Citrix Offers Free XenServer, Embraces Microsoft Hyper-V

server virtualization software

The moves come on the eve of VMworld Europe, one of two annual events sponsored primarily by VMware.

Citrix on Monday unveiled a revamped version of its virtualization platform, XenServer, which will be available for free to any user for unlimited production deployment.

Microsoft Hyper-V is currently available as part of Windows Server 2008 Standard, Enterprise and Datacenter editions, as well as a stand-alone hypervisor Microsoft Hyper-V Server 2008.

Citrix has been saying for years that it supports both its own XenServer and Microsoft's Hyper-V technologies equally, and that this is even more evident with the new free version of XenServer, said John Humphreys, senior director of marketing at Citrix.

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"If customers want Hyper-V, they get Hyper-V," Humphreys said. "If they want XenServer, they get XenServer. We're not religious about it."

For Citrix, the revenue opportunity from a free XenServer is selling its new Citrix Essentials tool, which manages virtual servers created with either XenServer or Hyper-V, Humphreys said.

While basic hypervisors have been free for years, most have had limited practical use in real-world environments. However, the new XenServer product differs in that it has advanced features approaching those of VMware's ESX offering, including live virtual machine motion, resource pooling and multinode management.

The most important of these, and the key feature cited by solution providers as missing from XenServer, is XenMotion.

Like VMware's VMotion, XenMotion allows the live migration of virtual servers from one physical server to another, a key part of a high-availability environment, Humphreys said.

"About 60 percent to 70 percent of customers have live migration as an absolute requirement in their RFPs (request for proposals)," he said. "VMware offers it only in the enterprise edition of its technology, which costs over $5,000."

XenServer's resource pooling feature also allows users to create a pool of up to 32 physical server hosts to which virtual machines can be dynamically migrated. For instance, Humphreys said, a customer could have an engineering pool and a finance pool, or separate pools for different geographies.

With multinode management, customers can centrally manage, query, provision and monitor all their virtual servers. This capability is free of charge from Citrix, but would require VMware users to purchase vCenter, which costs about $5,000, Humphreys said.

"vCenter includes a physical server, which is a single point of failure," he said. "Ours runs across all hosts so it's redundant, fault-tolerant and free."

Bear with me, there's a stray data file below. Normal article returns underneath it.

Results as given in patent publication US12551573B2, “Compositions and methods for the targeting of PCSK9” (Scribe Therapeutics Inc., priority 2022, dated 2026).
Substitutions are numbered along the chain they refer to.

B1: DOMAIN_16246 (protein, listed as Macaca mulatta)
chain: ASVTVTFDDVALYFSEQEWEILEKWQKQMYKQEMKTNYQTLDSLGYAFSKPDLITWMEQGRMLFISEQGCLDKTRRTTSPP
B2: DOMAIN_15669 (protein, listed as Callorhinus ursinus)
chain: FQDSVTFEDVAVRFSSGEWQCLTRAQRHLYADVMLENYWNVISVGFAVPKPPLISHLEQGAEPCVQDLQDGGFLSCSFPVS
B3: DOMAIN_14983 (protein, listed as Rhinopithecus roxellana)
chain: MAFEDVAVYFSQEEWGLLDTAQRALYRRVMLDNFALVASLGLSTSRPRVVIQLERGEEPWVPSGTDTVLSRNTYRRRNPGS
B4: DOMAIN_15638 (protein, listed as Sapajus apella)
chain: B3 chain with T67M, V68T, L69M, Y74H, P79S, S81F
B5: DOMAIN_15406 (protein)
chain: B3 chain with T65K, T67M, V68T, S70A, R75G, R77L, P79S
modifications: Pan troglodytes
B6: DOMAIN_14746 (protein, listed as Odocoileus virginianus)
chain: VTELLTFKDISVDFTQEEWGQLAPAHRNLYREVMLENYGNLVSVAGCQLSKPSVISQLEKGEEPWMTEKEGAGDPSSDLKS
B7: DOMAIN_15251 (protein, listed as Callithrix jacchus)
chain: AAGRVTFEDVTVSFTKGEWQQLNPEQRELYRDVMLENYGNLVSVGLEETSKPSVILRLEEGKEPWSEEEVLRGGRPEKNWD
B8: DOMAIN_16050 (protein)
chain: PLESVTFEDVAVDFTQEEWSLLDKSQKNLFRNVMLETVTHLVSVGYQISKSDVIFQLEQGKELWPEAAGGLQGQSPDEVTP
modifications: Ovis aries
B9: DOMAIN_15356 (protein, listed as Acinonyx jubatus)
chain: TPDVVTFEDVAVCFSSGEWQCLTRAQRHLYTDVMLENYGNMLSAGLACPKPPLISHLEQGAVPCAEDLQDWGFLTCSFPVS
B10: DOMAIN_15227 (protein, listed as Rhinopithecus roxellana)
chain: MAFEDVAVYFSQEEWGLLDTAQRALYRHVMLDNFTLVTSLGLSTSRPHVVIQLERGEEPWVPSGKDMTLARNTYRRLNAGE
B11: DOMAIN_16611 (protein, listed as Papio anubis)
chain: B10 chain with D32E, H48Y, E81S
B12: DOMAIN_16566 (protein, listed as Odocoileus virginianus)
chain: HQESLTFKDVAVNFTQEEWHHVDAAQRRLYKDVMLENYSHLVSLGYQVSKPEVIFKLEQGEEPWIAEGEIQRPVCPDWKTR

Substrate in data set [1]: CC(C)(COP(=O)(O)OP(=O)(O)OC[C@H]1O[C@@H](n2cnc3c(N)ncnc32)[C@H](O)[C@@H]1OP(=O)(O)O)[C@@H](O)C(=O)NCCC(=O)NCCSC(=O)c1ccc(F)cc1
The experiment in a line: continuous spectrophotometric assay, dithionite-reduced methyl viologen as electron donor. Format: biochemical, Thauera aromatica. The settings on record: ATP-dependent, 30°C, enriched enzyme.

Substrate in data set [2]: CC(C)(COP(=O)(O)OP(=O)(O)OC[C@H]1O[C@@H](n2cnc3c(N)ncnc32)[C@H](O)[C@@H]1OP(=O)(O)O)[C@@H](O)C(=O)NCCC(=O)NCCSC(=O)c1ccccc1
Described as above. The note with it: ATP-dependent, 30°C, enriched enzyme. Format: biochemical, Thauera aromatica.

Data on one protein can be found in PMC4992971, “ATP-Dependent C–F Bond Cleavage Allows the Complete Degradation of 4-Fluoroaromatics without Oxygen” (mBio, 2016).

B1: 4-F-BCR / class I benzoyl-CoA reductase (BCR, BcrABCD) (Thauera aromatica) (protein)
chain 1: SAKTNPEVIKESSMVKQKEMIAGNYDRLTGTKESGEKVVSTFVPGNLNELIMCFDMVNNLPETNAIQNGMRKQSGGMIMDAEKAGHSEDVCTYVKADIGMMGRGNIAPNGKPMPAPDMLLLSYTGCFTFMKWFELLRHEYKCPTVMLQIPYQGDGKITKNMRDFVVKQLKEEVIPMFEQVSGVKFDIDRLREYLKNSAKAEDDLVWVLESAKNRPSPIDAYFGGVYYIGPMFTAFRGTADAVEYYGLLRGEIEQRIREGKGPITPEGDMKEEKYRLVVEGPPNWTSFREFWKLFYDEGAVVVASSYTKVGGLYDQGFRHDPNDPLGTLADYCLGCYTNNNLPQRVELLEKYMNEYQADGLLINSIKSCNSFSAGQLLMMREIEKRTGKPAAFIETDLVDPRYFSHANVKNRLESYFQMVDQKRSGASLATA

The free Citrix XenServer will be available for download from the Citrix Web site and other download portals by the end of March.

The Citrix Essentials offering was developed to boost the enterprise management capabilities of Windows Server 2008 Hyper-V and System Center in storage management, provisioning services and lab automation. It is also intended to help make virtualization environments more scalable, manageable and agile, Citrix said.

Citrix Essentials comes in two primary versions. Citrix Essentials for XenServer manages virtual machines created using XenServer, while Citrix Essentials for Microsoft Hyper-V, also known as "Project Encore," does the same for Microsoft's technology, Humphreys said.

It includes Automated Lab Management, which streamlines the process of building, testing, sharing and delivering applications on-demand throughout the full application lifecycle, from development labs to production servers.

Also included is Citrix's StorageLink technology, which leverages the native capabilities of third-party, array-based storage systems to ease the management of customers' existing storage infrastructures from their virtualized environments.

Citrix Essentials also includes Dynamic Provisioning Services, which helps customers cut costs by letting them centrally manage common sets of master server images and stream them on-demand to either virtual machines or physical servers.

It also has high-availability features, such as automatic restart if there is a host or virtual machine failure.

Versions of Citrix Essentials for both XenServer and Hyper-V will be available through channel partners on April 7, with a suggested retail price of between $1,500 to $5,000 per physical server, Humphreys said.

Both will be available in an enterprise edition, which includes all the features except Automated Lab Management, and a platinum addition, which includes the Automated Lab Management, he said.

In an effort to promote the product, Citrix is making Essentials for Microsoft Hyper-V available to both Citrix and Microsoft resellers worldwide, and the company will collaborate with Microsoft on marketing and training.